When Ronald Reagan set out to bring down the Soviet Union, he built up America’s nuclear arsenal while deploying short-range nuclear warheads in Europe and undertaking a widely derided missile defense program. Reagan’s build-up took place over the massive worldwide opposition of the left, much of it orchestrated by the Soviet Union under the auspices of one or another of its “peace offensives.”
Reagan’s efforts induced a kind of mass hysteria. ABC brought us The Day After, the documentary-style film portraying a fictional nuclear war between NATO forces and the Warsaw Pact that rapidly escalated into a full-scale exchange between the United States and the Soviet Union. The film graphically displayed the effects of the war on Lawrence, Kansas. Nuclear war was a bitch, of course, and the film served as a timely warning against the nightmare toward which Reagan’s policies would deliver us.
in Useful Idiots Mona Charen also recalls that public television brought us Testament (1983), “a moving film about a family in Washington State slowly dying of radiation poisoning after a nuclear war.” Not to be outdone, Charen adds, NBC “broadcast its own scaremongering documentary called Facing Up To the Bomb (1982).”
In 1983 protesters formed a 14-mile anti-nuclear “human chain” in Berkshire, England. When Reagan visited London for an economic summit the following year, the Campaign for Nuclear Disarmament turned out somewhere between 80,000 (police count) and 200,000 (CND count) protesters marching from Hyde Park to Trafalgar Square to greet him. Reagan modestly allowed that he didn’t “take credit for all of the demonstrators being there for me…”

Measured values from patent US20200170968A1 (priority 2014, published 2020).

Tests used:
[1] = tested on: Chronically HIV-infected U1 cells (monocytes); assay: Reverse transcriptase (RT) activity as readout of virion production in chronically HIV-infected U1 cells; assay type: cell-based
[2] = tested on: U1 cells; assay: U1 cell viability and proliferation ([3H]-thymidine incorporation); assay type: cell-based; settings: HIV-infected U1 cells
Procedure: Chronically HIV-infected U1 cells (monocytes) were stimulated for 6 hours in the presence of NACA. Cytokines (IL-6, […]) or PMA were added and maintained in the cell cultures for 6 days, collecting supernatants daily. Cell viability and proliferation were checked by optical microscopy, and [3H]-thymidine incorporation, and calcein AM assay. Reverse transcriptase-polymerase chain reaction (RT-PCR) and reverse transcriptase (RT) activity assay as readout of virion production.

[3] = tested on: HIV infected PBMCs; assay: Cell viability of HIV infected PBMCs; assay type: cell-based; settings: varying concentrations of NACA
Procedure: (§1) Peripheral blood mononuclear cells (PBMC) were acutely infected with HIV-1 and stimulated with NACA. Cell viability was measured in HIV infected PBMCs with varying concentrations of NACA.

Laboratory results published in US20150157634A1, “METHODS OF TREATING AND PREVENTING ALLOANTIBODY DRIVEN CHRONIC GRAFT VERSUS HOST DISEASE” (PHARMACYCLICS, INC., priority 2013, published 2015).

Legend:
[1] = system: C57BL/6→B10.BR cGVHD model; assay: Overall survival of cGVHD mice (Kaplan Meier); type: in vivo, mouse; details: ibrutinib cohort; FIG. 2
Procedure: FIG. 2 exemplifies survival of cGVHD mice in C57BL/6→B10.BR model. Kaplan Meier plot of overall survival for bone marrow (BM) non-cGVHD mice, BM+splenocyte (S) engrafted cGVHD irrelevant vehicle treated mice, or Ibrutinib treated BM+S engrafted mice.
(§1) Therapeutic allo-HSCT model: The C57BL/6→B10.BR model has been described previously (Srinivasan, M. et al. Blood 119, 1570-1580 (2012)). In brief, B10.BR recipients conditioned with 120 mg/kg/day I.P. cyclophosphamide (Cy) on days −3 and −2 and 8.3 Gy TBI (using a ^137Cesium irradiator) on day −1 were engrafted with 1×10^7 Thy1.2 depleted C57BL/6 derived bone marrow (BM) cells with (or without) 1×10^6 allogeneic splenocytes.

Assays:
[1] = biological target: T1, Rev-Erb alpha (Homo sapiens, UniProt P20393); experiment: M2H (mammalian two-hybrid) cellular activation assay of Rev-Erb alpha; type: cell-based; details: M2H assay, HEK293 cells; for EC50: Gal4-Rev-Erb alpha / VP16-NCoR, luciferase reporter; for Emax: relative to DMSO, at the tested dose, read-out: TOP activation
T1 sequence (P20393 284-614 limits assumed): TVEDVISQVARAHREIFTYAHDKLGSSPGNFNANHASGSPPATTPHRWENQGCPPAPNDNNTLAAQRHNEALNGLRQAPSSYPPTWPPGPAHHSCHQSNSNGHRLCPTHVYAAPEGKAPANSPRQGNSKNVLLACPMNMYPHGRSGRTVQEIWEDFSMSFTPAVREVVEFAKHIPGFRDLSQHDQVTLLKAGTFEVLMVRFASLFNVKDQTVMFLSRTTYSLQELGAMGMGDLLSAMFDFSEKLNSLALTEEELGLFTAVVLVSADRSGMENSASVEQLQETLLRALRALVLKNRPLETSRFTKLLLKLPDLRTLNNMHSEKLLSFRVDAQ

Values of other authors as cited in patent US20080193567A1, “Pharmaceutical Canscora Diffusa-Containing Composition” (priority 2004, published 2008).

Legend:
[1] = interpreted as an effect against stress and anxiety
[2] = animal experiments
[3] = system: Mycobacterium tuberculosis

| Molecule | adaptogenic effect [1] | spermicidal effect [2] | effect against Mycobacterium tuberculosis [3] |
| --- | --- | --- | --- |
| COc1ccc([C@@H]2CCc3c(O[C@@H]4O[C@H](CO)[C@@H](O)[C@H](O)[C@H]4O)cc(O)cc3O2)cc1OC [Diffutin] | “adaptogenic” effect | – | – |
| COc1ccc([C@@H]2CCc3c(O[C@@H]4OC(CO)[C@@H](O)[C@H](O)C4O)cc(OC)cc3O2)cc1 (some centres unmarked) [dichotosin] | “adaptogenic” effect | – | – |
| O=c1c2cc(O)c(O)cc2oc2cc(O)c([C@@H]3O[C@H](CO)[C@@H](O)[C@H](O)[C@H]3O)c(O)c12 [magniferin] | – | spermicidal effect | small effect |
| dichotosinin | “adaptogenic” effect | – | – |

Nowhere was the hysteria greater than on college campuses. It manifested itself in intense hostility to the military, to national defense and security, and to every aspect of the Reagan defense build-up. The college crowd hated Reagan’s opposition to Communism, wherever applied.
This past Sunday the New York Times reported that in 1983, as a Columbia undergraduate, Barack Obama was among the useful idiots expressing high-minded disparagement of Reagan’s defense policies. That’s not exactly how the Times puts it, because reporters William Broad and David Sanger fail to supply the missing historical context that Charen’s book provides, and perhaps because the Times itself figures prominently among the useful idiots chronicled by Charen.
The Times article reports on Obama’s 1983 article “Breaking the war mentality.” The Times notes that in the article Obama railed against discussions of “first-versus second-strike capabilities” that “suit the military-industrial interests” with their “billion-dollar erector sets,” and agitated for the elimination of global arsenals holding tens of thousands of deadly warheads.
The Times chooses to portray Obama’s 1983 article as the early expression of his continuing pursuit of “a nuclear free world.” While others may hope that Obama has outgrown his youthful radicalism, the Times suggests that he is fulfilling it. Unfortunately, that’s true too.